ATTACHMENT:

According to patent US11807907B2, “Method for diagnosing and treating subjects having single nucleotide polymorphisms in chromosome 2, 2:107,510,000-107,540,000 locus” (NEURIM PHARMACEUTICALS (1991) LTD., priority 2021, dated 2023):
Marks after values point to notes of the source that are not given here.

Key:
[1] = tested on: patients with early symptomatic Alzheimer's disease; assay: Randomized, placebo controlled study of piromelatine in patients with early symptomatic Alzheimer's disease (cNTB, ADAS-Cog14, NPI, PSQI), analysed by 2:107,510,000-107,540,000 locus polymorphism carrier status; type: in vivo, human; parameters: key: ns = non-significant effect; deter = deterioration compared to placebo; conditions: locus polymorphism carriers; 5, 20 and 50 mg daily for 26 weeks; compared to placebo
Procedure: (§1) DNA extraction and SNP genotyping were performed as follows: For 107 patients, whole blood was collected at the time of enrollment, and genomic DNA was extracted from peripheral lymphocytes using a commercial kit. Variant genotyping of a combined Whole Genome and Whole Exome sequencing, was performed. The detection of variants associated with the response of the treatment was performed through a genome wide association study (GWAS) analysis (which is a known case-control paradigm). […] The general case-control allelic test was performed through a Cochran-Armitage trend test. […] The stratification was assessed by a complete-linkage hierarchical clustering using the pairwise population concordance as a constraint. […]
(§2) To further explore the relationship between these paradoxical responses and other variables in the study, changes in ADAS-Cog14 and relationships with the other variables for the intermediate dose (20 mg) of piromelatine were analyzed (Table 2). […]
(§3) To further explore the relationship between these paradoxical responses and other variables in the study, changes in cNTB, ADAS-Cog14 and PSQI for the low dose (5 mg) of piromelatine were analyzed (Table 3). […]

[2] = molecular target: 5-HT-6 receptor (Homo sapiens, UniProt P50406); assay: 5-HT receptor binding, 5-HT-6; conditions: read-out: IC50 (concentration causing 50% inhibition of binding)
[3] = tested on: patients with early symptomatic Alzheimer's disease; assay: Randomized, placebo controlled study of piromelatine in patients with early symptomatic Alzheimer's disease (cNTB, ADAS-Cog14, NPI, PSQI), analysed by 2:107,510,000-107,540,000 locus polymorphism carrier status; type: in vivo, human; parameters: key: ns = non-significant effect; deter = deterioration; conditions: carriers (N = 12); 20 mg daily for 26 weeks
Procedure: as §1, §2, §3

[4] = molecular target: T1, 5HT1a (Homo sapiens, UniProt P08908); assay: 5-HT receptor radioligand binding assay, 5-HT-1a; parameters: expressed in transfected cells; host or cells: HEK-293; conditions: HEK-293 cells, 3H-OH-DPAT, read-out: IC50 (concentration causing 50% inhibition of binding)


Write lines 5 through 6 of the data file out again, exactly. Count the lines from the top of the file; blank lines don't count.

Procedure: (§1) DNA extraction and SNP genotyping were performed as follows: For 107 patients, whole blood was collected at the time of enrollment, and genomic DNA was extracted from peripheral lymphocytes using a commercial kit. Variant genotyping of a combined Whole Genome and Whole Exome sequencing, was performed. The detection of variants associated with the response of the treatment was performed through a genome wide association study (GWAS) analysis (which is a known case-control paradigm). […] The general case-control allelic test was performed through a Cochran-Armitage trend test. […] The stratification was assessed by a complete-linkage hierarchical clustering using the pairwise population concordance as a constraint. […]
(§2) To further explore the relationship between these paradoxical responses and other variables in the study, changes in ADAS-Cog14 and relationships with the other variables for the intermediate dose (20 mg) of piromelatine were analyzed (Table 2). […]